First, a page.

Google tried to come out with a solution for the user to get SD card access last year. It introduced the Storage Access Framwork or the SAF with its Kit Kat 4.4. That update allowed apps by third parties access to user files but only after due consent was obtained from the user. The app thus got access to the SD card fully.
Android L’s New API
However, the problem was not sorted out as media files consisting of images, video clips that require more memory space could not be stored onto the SD card. With the introduction of the new API on the Android L, the media storage would now be automatic; there would be directory access and better security as well.
Developers of apps would get total access to the SD card directories and files can now be stored in directories created on the card. The process would be methodical and much better than it is on Kit Kat. User consent will be mandatory.
As per a recent note on this feature, Android L would be extending the SAF such that users are able to select their directory subtree, enabling apps to gain both read and write access to the documents contained in that subtree without having to seek user confirmation for each of the documents. Android L will also have specific directories for storage where the app can place bigger media files for later inclusion into the MediaStore.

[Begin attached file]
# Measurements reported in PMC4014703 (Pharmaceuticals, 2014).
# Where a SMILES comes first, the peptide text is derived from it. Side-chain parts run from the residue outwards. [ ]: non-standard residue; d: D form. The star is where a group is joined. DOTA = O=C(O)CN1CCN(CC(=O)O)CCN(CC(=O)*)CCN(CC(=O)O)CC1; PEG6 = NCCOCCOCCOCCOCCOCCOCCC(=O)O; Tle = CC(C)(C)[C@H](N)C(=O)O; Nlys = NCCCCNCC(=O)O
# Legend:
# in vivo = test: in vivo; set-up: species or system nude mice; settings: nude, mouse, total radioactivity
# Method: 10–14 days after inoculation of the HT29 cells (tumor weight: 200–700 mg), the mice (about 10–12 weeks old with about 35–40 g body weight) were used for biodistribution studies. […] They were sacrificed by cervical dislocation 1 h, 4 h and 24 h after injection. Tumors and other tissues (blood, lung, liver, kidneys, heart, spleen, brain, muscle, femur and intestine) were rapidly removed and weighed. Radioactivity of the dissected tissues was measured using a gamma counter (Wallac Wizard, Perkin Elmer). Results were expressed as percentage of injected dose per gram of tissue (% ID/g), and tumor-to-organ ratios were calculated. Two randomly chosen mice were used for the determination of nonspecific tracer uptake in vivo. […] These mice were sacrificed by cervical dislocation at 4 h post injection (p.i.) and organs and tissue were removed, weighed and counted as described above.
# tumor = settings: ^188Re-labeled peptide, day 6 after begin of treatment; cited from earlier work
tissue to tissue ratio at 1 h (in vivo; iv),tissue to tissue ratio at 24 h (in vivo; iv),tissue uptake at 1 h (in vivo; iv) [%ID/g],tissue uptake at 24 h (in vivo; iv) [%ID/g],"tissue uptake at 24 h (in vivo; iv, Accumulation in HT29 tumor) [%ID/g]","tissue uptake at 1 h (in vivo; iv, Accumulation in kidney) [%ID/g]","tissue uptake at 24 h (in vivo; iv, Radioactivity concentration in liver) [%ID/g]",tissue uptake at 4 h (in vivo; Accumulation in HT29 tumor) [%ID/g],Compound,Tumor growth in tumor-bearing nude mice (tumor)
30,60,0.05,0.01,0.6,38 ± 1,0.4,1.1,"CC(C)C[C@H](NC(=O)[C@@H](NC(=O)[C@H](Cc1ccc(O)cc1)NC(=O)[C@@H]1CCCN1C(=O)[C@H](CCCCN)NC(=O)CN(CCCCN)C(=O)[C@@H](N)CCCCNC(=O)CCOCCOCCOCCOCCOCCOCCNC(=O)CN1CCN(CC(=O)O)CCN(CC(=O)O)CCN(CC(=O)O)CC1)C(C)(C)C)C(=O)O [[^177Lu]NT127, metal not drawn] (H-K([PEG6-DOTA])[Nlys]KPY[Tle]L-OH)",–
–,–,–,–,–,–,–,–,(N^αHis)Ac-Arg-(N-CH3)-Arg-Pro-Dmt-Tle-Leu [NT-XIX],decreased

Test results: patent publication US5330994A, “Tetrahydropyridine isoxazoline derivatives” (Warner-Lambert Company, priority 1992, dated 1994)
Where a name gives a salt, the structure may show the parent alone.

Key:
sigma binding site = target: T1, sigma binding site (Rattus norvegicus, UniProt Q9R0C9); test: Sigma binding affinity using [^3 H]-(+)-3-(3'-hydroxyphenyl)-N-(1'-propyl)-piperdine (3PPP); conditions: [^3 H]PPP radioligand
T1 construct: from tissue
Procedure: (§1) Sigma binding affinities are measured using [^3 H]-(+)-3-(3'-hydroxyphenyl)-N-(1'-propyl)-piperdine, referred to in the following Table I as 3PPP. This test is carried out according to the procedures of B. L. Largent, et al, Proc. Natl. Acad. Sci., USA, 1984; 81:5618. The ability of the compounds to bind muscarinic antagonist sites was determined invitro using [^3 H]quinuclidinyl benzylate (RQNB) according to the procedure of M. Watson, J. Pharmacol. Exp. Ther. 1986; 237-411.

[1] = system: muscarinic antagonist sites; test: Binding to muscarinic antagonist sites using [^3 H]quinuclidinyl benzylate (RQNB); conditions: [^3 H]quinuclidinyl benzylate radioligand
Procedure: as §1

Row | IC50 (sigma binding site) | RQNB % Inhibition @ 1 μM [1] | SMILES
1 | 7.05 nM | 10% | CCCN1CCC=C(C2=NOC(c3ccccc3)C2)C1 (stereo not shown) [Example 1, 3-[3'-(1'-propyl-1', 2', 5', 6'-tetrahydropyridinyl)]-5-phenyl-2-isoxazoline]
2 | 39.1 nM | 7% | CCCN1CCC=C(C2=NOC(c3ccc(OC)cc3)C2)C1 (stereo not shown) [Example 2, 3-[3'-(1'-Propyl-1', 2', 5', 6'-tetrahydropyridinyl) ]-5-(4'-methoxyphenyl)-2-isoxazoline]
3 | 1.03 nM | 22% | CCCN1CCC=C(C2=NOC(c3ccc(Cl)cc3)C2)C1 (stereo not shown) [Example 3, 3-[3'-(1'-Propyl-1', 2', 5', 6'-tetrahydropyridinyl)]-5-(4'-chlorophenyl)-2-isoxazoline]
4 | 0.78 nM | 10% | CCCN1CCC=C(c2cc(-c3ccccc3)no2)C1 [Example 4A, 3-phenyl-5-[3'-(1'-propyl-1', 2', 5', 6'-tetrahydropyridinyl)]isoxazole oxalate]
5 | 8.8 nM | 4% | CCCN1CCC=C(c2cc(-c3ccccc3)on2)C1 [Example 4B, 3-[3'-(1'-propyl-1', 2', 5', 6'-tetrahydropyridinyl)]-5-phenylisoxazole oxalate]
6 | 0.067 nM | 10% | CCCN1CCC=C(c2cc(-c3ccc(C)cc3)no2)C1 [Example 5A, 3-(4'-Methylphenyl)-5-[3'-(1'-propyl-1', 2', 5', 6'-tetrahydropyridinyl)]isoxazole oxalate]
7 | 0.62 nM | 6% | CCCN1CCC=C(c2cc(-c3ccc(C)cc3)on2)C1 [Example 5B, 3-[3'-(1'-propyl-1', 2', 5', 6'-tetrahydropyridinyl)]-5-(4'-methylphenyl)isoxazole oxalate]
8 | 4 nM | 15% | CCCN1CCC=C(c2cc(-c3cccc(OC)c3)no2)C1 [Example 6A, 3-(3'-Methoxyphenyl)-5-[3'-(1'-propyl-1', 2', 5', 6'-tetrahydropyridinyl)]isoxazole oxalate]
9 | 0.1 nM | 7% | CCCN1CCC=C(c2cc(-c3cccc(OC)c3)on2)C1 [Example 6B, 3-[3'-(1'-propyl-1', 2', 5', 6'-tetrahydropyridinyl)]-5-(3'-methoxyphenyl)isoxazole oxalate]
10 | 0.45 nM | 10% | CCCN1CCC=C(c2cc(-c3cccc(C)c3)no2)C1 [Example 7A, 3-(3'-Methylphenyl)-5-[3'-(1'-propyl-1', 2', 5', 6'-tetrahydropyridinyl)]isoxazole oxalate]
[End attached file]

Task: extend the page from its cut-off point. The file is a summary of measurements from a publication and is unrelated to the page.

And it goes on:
Google Responds to the Requirements of Developers
The Kit Kat update served a purpose alright but developers sought richer access and beyond the app-specific directories on storage devices like the micro SD card. The Android L comes with the ACTION_OPEN_DOCUMENT_TREE intent that apps would be able to launch in order to select the directory from either a supported DocumentProvider or any shared storage that is supported by the gadget itself. The app would then be able to update, delete or create files as well as directories without any user interaction and like most document intents; this too would be able to persist with access even with reboots.
This new method also provides a place for storing files on any of the available storage devices without the read/write access required to do so. As per another note from Android Police, the app would be available for other applications to access through the MediaStore service once it places files into folders that are returned by the ExternalMediaDirs. So a camera app or any sound recorder would find this app of great use since the files produced by them would be made available automatically to other apps. There would be no need to insert and remove SD cards either.
The Android L has now been launched and updates to OEMs for necessary upgrade on existing handsets will follow soon from Google. Users will surely find the new OS much more appealing with its fresh features and better accessibility.